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  • lockjaw
  • The disease is also known as lockjaw because there is a a common symptom of tetanus in which the jaw muscles become tight and rigid and a person becomes unable to open his mouth. (blogspot.com)
  • spore
  • It is a Gram-positive bacteria as it lacks an outer lipopolysaccharide membrane and possesses only a thick peptidoglycan cell wall.C.tetani is a rod-shaped bacteria and have flagella in vegetative form and drumstick in shape in its spore form. (blogspot.com)
  • present
  • Local tetanus is an uncommon form of the disease, in which patients have persistent contraction of muscles in the same anatomic area where the injury is present. (blogspot.com)
  • Cephalic tetanus is a rare form of the disease and is occasionally occurring with otitis media (ear infections) in which C. tetani is present in the flora of the middle ear or following injuries to the head. (blogspot.com)
  • Organism
  • In 1889, C. tetani was isolated from a human victim, by Kitasato Shibasabur┼Ź, who later showed that the organism could produce disease when injected into animals, and that the toxin could be neutralized by specific antibodies. (wikipedia.org)
  • Comparative genomics with the genomes of Clostridium perfringens, the causative agent of gas gangrene, and Clostridium acetobutylicum, a nonpathogenic solvent producer, revealed a remarkable capacity of C. tetani: The organism can rely on an extensive sodium ion bioenergetics. (uni-regensburg.de)
  • soil
  • It has no known function for clostridia in the soil environment where they are normally encountered. (wikipedia.org)
  • Tetanus occurs in all parts of the world but is most frequent in hot and wet climates where the soil contains a lot of organic matter. (wikipedia.org)
  • Tetanus can occur when an open wound, even a medically insignificant one, is contaminated with soil or animal feces. (wikipedia.org)
  • neonatal
  • nevertheless, according to the World Health Organization, an estimated 400,000 cases still occur each year, mainly of neonatal tetanus. (uni-regensburg.de)
  • In neonatal tetanus, symptoms usually appear from 4 to 14 days after birth, averaging about 7 days. (blogspot.com)
  • Neonatal tetanus is a form of generalized tetanus that occurs in newborns, usually those born to mothers who themselves have not been vaccinated. (wikipedia.org)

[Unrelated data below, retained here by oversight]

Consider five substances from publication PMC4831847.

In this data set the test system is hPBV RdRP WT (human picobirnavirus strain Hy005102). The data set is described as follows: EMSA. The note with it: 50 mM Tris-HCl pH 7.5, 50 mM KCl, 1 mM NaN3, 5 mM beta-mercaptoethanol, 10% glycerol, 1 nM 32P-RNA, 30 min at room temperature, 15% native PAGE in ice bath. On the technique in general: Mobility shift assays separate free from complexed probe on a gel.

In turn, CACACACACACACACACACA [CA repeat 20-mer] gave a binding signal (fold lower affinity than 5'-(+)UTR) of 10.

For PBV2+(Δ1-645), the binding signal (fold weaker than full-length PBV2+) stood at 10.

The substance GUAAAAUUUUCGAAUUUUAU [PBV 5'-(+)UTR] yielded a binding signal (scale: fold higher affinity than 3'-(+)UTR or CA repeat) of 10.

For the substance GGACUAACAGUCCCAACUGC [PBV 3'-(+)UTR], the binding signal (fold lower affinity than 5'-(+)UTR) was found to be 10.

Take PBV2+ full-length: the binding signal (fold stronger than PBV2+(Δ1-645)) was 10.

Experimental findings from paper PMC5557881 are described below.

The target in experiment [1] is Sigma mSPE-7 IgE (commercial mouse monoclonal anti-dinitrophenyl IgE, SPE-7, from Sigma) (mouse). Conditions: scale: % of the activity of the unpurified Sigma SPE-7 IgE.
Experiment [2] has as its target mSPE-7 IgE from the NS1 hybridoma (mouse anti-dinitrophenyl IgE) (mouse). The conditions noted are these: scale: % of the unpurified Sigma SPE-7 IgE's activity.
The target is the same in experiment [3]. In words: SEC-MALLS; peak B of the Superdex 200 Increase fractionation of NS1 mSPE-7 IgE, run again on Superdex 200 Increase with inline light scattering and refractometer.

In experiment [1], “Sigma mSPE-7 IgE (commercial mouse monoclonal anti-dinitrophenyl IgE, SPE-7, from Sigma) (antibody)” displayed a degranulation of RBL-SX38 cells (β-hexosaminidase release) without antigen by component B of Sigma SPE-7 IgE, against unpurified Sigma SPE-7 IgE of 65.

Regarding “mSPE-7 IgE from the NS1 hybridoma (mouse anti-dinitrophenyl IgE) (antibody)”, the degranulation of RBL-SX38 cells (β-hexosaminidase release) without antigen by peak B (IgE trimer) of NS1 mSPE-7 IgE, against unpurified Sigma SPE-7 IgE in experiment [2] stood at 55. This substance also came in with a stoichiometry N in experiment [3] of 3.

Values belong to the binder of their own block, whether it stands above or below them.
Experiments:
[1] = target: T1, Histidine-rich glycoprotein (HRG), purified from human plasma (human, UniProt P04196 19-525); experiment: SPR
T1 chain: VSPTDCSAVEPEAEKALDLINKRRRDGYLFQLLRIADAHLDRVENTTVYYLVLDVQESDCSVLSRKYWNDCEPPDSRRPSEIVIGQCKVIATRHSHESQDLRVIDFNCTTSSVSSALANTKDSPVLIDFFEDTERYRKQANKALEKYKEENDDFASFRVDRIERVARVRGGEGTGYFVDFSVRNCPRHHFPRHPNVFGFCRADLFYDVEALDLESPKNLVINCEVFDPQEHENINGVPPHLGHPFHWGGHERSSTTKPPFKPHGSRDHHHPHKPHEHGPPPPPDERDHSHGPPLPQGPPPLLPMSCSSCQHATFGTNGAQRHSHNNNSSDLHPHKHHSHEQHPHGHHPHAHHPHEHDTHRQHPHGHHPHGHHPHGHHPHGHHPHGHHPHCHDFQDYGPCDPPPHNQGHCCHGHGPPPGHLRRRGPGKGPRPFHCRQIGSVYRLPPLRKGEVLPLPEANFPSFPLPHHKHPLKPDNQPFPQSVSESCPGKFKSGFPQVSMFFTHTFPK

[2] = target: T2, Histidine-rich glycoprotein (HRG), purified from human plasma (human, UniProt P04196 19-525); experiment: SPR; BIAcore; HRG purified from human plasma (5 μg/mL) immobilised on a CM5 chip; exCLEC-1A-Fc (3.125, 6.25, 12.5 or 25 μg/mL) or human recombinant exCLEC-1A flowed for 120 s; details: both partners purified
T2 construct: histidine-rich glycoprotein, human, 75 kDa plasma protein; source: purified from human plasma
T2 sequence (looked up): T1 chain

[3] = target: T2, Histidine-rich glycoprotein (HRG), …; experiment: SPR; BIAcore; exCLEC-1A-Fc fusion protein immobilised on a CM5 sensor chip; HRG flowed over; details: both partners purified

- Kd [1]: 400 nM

• As of 1998 neonatal tetanus was common in many developing countries and was responsible for about 14% (215,000) of all neonatal deaths. (wikipedia.org)
  • Serum
  • Early 1887, in Bonn, Behring had found that the serum of tetanus-immune white rats contained a substance that neutralized anthrax bacilli. (wikipedia.org)
  • On 11 December another report, signed by Behring, discussed the blood-serum therapy not only in the treatment of tetanus, but also of diphtheria. (wikipedia.org)
  • strains
  • Certain strains of C. tetani produce different enzymes that are used to externally digest organic material in preparation for fermentation. (blogspot.com)
  • antitoxin
  • In 1897, Edmond Nocard showed that tetanus antitoxin induced passive immunity in humans, and could be used for prophylaxis and treatment. (wikipedia.org)
  • found
  • From the Orange County's Health Officer "The organisms, which were found in extremely poor condition, were identified as Clostridium tetani and Clostridum difficile. (wikipedia.org)
  • peripheral
  • citation needed] Sympathetic overactivity (SOA) is common in severe tetanus and manifests as labile hypertension, tachycardia, dysrhythmia, peripheral vasculature constriction, profuse sweating, fever, increased carbon dioxide output, increased catecholamine excretion and late development of hypotension. (wikipedia.org)
  • humans
  • Abstract: Tetanus disease is one of the most dramatic and globally prevalent diseases of humans and vertebrate animals, and has been reported for over 24 centuries. (uni-regensburg.de)